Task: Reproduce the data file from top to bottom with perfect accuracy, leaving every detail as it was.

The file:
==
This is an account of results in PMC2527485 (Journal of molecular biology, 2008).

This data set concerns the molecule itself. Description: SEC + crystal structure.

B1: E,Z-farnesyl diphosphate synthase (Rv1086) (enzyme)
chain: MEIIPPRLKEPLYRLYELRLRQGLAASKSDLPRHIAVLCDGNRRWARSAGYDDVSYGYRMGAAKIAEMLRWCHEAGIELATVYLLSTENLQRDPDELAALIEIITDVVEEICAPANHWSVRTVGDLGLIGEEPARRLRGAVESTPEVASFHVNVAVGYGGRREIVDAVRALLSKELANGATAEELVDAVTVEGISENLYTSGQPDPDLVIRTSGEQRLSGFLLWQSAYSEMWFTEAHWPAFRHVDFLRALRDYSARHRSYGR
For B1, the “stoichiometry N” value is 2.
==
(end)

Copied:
This is an account of results in PMC2527485 (Journal of molecular biology, 2008).

This data set concerns the molecule itself. Description: SEC + crystal structure.

B1: E,Z-farnesyl diphosphate synthase (Rv1086) (enzyme)
chain: MEIIPPRLKEPLYRLYELRLRQGLAASKSDLPRHIAVLCDGNRRWARSAGYDDVSYGYRMGAAKIAEMLRWCHEAGIELATVYLLSTENLQRDPDELAALIEIITDVVEEICAPANHWSVRTVGDLGLIGEEPARRLRGAVESTPEVASFHVNVAVGYGGRREIVDAVRALLSKELANGATAEELVDAVTVEGISENLYTSGQPDPDLVIRTSGEQRLSGFLLWQSAYSEMWFTEAHWPAFRHVDFLRALRDYSARHRSYGR
For B1, the “stoichiometry N” value is 2.